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Venus and Serena Williams portray domination and inspiration

LeGeorge Mauldin, assistant coach at The Venus and Serena Williams Tennis/ Tutorial Academy
LeGeorge Mauldin, assistant coach at The Venus and Serena Williams Tennis/ Tutorial Academy
Julian Burrell

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On Saturday two of the biggest sports icons from Southern California went face to face across the net: Compton's own Serena and Venus Williams.

It was the first time in 14 years that the Williams Siblings played for an Australian Open Title.

After a heavily contested match, Serena beat her sister 6-4 to claim her 23rd Tennis Grand Slam Championship.

As she accepted her trophy, Serena was gracious to her older sister. "I really would like to take this moment to congratulate Venus," She said. "She's an amazing person. There's no way I would be at 23 [championships] without her. There's no way I would be at one without her."

"I was kind of rooting for Venus, hoping she could get to number eight, but, Serena did what she need to do in order to get to 23. ," LeGeorge Mauldin said.  

Mauldin grew up with the sisters, playing tennis on the courts in and around their hometown. He always admired how hard they played the game "Out here you have to be intense to become a tennis player, not only in the pros but also as a junior player playing in Southern California."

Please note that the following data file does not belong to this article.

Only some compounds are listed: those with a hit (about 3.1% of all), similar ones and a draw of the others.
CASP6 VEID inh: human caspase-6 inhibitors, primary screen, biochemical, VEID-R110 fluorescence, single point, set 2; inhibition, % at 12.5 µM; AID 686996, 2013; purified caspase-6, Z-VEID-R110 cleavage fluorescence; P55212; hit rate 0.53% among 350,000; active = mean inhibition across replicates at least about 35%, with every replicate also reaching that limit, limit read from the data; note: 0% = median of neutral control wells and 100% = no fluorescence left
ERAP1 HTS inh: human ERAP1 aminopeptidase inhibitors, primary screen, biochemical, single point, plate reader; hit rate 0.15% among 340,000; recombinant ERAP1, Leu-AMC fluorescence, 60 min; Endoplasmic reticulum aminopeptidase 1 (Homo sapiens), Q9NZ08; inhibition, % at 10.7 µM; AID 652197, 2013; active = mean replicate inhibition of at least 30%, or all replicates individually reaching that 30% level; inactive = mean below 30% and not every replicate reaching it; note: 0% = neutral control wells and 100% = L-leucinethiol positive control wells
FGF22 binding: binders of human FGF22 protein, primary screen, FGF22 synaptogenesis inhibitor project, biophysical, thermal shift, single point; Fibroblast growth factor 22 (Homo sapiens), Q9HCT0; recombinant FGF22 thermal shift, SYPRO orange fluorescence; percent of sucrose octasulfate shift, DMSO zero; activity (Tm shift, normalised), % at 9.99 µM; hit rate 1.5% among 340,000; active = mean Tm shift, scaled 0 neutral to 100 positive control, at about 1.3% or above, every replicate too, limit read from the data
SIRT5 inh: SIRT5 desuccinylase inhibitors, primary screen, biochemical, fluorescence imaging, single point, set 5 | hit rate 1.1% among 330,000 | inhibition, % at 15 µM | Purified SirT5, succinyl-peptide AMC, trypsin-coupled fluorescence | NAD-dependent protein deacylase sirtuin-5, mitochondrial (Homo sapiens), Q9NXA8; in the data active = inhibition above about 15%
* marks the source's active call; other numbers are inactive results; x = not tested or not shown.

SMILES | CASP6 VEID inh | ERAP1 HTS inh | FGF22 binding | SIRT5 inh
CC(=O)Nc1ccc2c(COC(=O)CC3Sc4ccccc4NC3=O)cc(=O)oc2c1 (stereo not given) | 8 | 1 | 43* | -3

As the Williams continue to dominate the sport of tennis, Mauldin continues their legacy here in Southern California. He's an assistant coach at the Venus and Serena Williams Tennis Tutorial Academy near Culver City.

Two of his students are sister Katrina and Hannah Smith, 12 and 10.

While they're young, Katrina is very familiar with the most famous siblings in tennis.

"Since I first started watching the tennis matches I admired them and I always look out for them whenever I watch major tennis tournaments," Katrina said.

Hannah thought that Saturday's match-up was, "interesting because I knew they were sisters and I was going to see if they kind of made mistakes and if they knew each other's weaknesses in tennis so I'd see if they'd use that."

The Williams sister's dominance has been called the ultimate sibling rivalry. But Mauldin is hesitant to identify it that way. "I think it's called just pushing one another," He said. "The younger sister pushing the big sister, the big sister teaching the younger sister on what to do when to do it how to do it, things like that."

Mauldin believes that learning to play tennis at the Williams Academy can set students up for success. But that doesn’t always mean being an international superstar.

"I tell the kids, 'Look, we're not out here to try and make everyone go pro. If you want to go pro great, but let's try to get a tennis scholarship.' It's different avenues you can take just by playing this game of tennis of ours,"

That’s all well and good… but Hannah has her own plan that was inspired by Venus and Serena.

"I want to grow up to be as good as them and if not maybe even better," Hannah said.

To hear the full conversation, click the blue player above.

Answers have been edited for clarity.